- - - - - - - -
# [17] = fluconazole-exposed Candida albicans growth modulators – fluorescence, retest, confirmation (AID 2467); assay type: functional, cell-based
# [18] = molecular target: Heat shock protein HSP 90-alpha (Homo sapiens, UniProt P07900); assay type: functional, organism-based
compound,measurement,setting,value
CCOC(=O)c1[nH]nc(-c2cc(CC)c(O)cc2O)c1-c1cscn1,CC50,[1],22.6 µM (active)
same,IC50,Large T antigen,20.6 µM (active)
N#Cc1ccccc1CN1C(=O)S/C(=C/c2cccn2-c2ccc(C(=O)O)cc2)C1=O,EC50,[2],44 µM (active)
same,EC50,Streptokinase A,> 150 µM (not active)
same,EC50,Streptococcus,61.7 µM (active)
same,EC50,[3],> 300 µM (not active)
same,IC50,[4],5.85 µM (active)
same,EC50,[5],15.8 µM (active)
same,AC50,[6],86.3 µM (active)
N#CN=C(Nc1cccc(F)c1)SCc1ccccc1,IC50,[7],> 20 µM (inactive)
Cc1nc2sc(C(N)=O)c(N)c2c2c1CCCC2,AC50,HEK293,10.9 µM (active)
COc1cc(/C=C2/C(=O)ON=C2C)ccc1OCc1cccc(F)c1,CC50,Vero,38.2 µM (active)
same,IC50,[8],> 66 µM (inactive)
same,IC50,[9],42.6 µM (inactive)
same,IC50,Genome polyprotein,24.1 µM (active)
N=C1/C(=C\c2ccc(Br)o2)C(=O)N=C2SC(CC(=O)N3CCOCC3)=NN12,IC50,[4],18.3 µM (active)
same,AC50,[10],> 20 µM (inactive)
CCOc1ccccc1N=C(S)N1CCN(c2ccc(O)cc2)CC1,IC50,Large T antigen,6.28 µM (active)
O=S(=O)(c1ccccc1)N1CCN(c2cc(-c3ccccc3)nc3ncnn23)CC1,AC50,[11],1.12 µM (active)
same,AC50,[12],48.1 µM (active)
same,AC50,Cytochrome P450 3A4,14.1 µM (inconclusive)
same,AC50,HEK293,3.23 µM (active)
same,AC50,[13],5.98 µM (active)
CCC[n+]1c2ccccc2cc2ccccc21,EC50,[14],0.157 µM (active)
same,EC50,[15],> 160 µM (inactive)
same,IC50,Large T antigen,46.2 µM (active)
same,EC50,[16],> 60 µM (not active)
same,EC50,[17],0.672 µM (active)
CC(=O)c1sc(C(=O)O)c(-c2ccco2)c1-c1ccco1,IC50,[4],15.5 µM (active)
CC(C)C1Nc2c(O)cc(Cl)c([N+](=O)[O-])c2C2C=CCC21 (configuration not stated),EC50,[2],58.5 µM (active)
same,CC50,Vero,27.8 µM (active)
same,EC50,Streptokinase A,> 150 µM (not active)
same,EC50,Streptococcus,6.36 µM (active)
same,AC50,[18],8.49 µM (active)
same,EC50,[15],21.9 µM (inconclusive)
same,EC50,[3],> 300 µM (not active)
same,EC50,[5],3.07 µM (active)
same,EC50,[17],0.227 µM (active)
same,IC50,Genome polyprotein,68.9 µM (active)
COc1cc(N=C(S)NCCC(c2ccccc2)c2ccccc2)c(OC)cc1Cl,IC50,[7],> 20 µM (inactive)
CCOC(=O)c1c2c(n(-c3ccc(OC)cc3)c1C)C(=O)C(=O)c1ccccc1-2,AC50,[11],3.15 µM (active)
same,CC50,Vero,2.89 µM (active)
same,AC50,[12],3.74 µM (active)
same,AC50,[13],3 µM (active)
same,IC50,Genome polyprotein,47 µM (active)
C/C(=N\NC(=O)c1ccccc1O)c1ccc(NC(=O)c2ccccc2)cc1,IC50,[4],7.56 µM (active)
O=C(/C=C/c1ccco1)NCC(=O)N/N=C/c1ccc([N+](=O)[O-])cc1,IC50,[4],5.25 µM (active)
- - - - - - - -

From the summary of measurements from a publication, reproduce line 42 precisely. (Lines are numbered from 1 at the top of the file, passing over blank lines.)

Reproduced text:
same,IC50,Genome polyprotein,68.9 µM (active)